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Prioritizing Privacy in an Age of Surveillance and Tracking

Amid the on-going global health crisis, questions and concerns circulate over the future of privacy. Now, with the increasing deployment of contact tracing apps, headlines like, “Can You Track COVID-19 and Protect Privacy at the Same Time?,” are appearing regularly. While the increased attention on data privacy is important, let’s focus on the basics and remember that data collection and surveillance is not new.

As we look towards our future, it’s important to first acknowledge the recent past. The principles of privacy are not new. Discussions about privacy have been growing steadily on the global stage over the past several years. The most prominent example is from just over two years ago, when the European Union (EU) ratified the General Data Protection Regulation (GDPR). This was a watershed moment – not only for those in privacy and risk management – but for organizations around the globe. While privacy regulations exist at different levels in various regions around the globe, this concentrated effort redefined how businesses should store, manage, secure and use personal and sensitive information. The GDPR also helped the global community acknowledge the pivotal role data has in the digital economy.

Now in 2020, “it’s raining privacy bills,” particularly in the United States. From Washington to Florida, State houses recognize that action needs to be taken to protect people. On the heels of the GDPR two year anniversary, a draft bill (Data Accountability and Transparency Act of 2020) was introduced to the United States Senate that would bring GDPR-like protections to the U.S. This is just one of many bills, but goes further to hold data custodians accountable to safeguard our information. The progress is positive and a lot more needs to be done.

In the middle of a global health crisis, the topic of privacy is mainstream news again. However, with the GDPR in mind, governments are looking to limit the amount of data transferred by contact tracing apps to local agencies.

Will this health crisis change our perception of privacy? It’s unlikely.

Until something material happens, privacy is a background issue that many citizens don’t think about actively over the course of their daily life. Consumers are already programmed to hand over personal data in exchange for something they want. The same trade-off applies today: do I activate a contact tracing app to stay safe, or do I avoid it to maintain my privacy? In some parts of the world, downloading these apps are mandatory. In countries like Iceland, voluntary adoption surpassed 40 percent.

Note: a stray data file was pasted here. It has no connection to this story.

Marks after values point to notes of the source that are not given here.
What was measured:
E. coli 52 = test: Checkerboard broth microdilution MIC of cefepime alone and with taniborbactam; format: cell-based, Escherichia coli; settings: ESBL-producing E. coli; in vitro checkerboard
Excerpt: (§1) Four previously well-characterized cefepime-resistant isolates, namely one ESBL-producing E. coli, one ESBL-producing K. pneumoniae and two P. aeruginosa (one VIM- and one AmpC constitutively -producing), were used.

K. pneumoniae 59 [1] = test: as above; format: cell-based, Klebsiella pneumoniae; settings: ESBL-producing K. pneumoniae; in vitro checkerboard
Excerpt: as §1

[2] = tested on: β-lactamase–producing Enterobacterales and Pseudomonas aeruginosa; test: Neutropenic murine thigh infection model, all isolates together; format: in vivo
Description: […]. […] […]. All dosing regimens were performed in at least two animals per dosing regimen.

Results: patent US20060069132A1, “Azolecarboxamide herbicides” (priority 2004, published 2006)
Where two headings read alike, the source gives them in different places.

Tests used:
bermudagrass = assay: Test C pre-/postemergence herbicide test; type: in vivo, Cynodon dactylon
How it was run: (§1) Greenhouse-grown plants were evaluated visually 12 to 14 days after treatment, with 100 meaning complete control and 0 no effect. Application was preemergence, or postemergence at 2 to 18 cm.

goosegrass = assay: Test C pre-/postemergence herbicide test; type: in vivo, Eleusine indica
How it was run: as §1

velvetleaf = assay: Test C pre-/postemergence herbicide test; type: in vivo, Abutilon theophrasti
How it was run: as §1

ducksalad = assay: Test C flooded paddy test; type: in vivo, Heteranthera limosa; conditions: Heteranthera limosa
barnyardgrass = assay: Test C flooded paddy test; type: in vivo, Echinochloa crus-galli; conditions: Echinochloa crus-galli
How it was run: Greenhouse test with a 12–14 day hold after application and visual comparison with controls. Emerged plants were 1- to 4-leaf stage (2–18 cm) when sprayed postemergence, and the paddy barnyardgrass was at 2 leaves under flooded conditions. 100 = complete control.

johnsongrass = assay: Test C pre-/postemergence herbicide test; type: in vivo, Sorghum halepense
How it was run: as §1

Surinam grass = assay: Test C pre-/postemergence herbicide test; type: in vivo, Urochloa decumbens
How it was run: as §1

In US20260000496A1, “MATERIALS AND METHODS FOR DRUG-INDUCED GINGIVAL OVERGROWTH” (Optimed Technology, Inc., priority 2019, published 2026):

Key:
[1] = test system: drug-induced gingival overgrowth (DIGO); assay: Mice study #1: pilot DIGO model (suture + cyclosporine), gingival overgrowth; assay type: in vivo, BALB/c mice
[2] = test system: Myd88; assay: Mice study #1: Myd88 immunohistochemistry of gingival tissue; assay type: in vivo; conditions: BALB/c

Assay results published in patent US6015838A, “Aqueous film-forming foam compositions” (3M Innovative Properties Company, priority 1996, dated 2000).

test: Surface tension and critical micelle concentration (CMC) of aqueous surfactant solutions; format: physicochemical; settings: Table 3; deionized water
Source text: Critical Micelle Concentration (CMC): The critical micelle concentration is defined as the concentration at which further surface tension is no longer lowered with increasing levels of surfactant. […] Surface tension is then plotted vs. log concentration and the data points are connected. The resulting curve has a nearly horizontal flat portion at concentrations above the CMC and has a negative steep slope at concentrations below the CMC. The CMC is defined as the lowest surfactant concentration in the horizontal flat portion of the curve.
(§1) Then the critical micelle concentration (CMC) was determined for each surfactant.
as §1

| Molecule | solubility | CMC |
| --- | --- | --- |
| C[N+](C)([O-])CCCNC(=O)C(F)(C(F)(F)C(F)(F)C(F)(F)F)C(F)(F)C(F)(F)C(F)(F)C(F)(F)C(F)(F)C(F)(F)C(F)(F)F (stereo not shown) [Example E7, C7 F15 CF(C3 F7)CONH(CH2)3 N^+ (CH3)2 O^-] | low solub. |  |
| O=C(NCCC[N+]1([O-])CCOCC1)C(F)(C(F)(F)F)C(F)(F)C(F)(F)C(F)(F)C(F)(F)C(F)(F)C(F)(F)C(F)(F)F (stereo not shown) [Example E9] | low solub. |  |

For those, like myself, who work in healthcare, the issue of privacy and data security is not a phenomenon or a fleeting moment – it’s what we do every day. We have regulations that govern our actions and inform our business operations. That said, businesses are reopening and may be required to start collecting sensitive health data on employees and customers. For many, this is likely the first time they’re challenged with securing this type of data. What steps should they take to prioritize privacy?

  • Go slow. While this is contrary to the mantra of modern business, when it comes to privacy, get it right the first time. A data breach of any health data could have catastrophic impacts, such as reputational damage. Pay careful attention to how you manage and secure this data as a way to enable greater efficiency long-term.

  • Rely on your peers. Many in the healthcare and financial services community have navigated the challenge of securing personally identifiable information (PII) for years. We have best practices and know what vendors to trust. Don’t make assumptions based on a vendor pitch in your inbox or the guarantees of an Internet display ad. Take advantage of the resources provided by independent organizations, and your colleagues who have already tested the waters.

  • Put increased attention on third-party risk. Whether an external vendor is implementing parts of your privacy program, or they just have access to your network, monitor them carefully. Conduct the necessary assessments beforehand and implement governance to ensure vendors only have access to use the systems and information they need for their specific job.

  • Limit the data you share. If you’re in a position where data needs to be shared across functions or outside of the business, limit what is moving and ensure it’s the minimum required. It’s imperative that you know what data is being shared and with whom in the information supply chain.

In many ways, the conversation about privacy is in its infancy – particularly in the United States. In my view, it is not a black and white discussion. It’s complex and subjective. That’s why I advocate for doing what is right versus what needs to be done.

Data has value. It’s not just a set of numbers or information; it’s derived from a human being. With that comes incredible responsibility. Whether you work in compliance, risk management or information security, don’t forget that the actions you take have consequences beyond the walls of the business. It’s not enough to worry about just your shareholders. Remember that your stakeholders (customers, partners, employees) are impacted by the decisions you make related to securing and managing data.

Kevin Haynes is Chief Privacy Officer at Nemours Children’s Health System.

Check out his recent discussion with Security & Compliance Weekly on how Nemours uses Archer to manage compliance risks


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